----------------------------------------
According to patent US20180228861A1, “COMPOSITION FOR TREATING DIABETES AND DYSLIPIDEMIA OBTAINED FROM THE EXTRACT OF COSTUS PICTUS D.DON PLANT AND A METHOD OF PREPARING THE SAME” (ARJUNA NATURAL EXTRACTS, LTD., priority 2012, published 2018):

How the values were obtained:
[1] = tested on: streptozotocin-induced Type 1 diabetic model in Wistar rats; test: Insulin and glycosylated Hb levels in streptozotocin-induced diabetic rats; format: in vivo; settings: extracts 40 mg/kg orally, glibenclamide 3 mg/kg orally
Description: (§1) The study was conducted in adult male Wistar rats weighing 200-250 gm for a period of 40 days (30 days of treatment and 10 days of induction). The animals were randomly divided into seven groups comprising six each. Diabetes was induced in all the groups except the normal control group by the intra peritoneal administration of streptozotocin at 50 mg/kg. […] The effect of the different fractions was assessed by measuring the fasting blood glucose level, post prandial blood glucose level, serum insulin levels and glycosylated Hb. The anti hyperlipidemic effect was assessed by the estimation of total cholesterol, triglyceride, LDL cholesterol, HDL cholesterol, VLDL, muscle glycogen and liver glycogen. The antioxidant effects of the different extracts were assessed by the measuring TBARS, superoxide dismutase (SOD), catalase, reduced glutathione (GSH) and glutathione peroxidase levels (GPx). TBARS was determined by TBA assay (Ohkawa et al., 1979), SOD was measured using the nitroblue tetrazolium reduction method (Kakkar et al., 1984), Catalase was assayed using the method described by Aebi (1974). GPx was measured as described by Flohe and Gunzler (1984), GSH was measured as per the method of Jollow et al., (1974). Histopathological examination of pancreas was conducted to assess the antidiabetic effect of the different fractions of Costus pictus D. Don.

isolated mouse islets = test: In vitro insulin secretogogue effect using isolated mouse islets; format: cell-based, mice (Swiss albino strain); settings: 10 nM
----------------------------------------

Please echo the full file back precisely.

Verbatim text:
According to patent US20180228861A1, “COMPOSITION FOR TREATING DIABETES AND DYSLIPIDEMIA OBTAINED FROM THE EXTRACT OF COSTUS PICTUS D.DON PLANT AND A METHOD OF PREPARING THE SAME” (ARJUNA NATURAL EXTRACTS, LTD., priority 2012, published 2018):

How the values were obtained:
[1] = tested on: streptozotocin-induced Type 1 diabetic model in Wistar rats; test: Insulin and glycosylated Hb levels in streptozotocin-induced diabetic rats; format: in vivo; settings: extracts 40 mg/kg orally, glibenclamide 3 mg/kg orally
Description: (§1) The study was conducted in adult male Wistar rats weighing 200-250 gm for a period of 40 days (30 days of treatment and 10 days of induction). The animals were randomly divided into seven groups comprising six each. Diabetes was induced in all the groups except the normal control group by the intra peritoneal administration of streptozotocin at 50 mg/kg. […] The effect of the different fractions was assessed by measuring the fasting blood glucose level, post prandial blood glucose level, serum insulin levels and glycosylated Hb. The anti hyperlipidemic effect was assessed by the estimation of total cholesterol, triglyceride, LDL cholesterol, HDL cholesterol, VLDL, muscle glycogen and liver glycogen. The antioxidant effects of the different extracts were assessed by the measuring TBARS, superoxide dismutase (SOD), catalase, reduced glutathione (GSH) and glutathione peroxidase levels (GPx). TBARS was determined by TBA assay (Ohkawa et al., 1979), SOD was measured using the nitroblue tetrazolium reduction method (Kakkar et al., 1984), Catalase was assayed using the method described by Aebi (1974). GPx was measured as described by Flohe and Gunzler (1984), GSH was measured as per the method of Jollow et al., (1974). Histopathological examination of pancreas was conducted to assess the antidiabetic effect of the different fractions of Costus pictus D. Don.

isolated mouse islets = test: In vitro insulin secretogogue effect using isolated mouse islets; format: cell-based, mice (Swiss albino strain); settings: 10 nM